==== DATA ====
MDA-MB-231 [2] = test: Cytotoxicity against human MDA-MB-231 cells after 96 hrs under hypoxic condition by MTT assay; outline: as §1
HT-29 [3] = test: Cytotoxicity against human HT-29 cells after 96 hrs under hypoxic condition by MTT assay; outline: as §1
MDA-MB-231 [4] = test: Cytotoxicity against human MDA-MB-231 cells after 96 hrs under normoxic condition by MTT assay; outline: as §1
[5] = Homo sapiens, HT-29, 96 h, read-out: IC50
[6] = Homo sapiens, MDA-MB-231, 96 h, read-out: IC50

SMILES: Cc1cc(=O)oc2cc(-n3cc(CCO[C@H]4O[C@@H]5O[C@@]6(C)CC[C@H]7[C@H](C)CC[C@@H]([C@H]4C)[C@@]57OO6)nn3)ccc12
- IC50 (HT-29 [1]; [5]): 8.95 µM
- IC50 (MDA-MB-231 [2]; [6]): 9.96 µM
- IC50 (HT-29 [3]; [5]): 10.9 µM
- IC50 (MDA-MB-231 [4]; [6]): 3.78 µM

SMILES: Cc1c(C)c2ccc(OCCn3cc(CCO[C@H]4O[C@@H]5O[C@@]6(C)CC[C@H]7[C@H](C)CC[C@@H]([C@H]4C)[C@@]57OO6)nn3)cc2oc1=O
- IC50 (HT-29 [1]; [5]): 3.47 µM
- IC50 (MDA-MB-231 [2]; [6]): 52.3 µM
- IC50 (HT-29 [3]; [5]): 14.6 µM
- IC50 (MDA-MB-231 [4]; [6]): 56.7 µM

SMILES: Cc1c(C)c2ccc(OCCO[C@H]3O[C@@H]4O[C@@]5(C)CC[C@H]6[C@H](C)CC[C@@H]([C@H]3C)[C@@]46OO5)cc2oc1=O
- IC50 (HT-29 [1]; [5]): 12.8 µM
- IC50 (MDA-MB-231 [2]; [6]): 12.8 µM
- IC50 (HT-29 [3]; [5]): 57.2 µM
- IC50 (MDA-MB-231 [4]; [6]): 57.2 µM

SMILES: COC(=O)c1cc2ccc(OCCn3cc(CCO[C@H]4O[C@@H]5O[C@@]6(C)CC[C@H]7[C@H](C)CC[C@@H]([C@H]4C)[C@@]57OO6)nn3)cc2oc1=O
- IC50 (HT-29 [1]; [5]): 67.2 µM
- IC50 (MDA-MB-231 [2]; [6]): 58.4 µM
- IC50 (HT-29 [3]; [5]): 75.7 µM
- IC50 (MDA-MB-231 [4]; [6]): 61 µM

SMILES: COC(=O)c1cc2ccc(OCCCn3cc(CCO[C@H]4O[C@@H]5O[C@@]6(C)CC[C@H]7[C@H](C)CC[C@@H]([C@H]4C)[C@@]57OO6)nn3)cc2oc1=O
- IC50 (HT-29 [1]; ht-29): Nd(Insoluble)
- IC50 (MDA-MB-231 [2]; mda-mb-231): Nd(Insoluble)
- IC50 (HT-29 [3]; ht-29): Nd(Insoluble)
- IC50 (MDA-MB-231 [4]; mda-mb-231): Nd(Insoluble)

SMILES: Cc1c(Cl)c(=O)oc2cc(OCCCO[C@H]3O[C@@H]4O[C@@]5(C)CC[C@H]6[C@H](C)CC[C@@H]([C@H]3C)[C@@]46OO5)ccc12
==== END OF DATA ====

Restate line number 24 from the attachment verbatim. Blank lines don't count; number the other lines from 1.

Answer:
- IC50 (HT-29 [3]; [5]): 75.7 µM